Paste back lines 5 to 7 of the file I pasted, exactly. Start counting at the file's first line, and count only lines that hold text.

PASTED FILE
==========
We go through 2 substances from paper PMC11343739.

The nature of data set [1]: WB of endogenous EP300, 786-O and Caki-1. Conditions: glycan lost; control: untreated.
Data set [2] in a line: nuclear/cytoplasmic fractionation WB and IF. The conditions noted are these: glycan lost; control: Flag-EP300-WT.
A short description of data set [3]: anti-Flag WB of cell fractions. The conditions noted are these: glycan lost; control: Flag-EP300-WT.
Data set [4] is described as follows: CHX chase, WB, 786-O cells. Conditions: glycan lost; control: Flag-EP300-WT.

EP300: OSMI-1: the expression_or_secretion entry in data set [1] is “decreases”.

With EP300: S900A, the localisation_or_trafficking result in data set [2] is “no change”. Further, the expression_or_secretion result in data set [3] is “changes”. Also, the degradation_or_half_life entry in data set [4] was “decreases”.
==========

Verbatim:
Data set [4] is described as follows: CHX chase, WB, 786-O cells. Conditions: glycan lost; control: Flag-EP300-WT.

EP300: OSMI-1: the expression_or_secretion entry in data set [1] is “decreases”.

With EP300: S900A, the localisation_or_trafficking result in data set [2] is “no change”. Further, the expression_or_secretion result in data set [3] is “changes”. Also, the degradation_or_half_life entry in data set [4] was “decreases”.